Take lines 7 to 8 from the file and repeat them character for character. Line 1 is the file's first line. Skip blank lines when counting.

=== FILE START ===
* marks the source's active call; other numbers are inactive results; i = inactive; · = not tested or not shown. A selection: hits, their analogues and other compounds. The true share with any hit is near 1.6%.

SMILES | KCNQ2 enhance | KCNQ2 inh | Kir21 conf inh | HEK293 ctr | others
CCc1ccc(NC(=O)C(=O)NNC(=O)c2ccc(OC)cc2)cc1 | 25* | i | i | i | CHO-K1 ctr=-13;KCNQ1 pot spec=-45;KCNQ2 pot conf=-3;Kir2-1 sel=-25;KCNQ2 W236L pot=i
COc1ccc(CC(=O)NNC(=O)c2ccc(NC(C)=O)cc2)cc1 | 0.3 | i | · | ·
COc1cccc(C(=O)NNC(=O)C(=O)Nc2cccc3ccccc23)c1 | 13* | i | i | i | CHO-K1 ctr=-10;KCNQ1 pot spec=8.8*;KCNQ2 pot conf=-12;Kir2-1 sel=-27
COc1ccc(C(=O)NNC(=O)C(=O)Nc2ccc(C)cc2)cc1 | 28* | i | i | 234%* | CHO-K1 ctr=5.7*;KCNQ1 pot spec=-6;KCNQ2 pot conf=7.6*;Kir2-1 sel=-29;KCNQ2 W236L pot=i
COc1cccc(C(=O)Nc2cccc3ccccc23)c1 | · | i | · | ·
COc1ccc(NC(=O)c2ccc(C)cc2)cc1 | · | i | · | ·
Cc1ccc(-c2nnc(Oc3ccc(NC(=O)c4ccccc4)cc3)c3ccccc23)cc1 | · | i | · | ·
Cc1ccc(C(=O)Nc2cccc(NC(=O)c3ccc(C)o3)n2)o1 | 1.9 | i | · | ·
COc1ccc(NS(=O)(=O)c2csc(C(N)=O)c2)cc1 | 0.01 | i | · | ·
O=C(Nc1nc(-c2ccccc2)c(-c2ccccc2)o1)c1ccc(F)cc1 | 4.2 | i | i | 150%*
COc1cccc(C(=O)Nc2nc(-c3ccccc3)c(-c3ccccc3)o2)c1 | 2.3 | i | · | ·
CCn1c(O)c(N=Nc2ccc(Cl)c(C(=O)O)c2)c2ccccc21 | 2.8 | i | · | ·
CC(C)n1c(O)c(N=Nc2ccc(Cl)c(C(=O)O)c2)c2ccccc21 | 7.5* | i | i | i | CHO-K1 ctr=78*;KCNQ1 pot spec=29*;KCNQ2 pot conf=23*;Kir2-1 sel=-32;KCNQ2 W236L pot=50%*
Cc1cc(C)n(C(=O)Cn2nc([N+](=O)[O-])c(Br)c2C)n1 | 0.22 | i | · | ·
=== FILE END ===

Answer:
COc1cccc(C(=O)Nc2cccc3ccccc23)c1 | · | i | · | ·
COc1ccc(NC(=O)c2ccc(C)cc2)cc1 | · | i | · | ·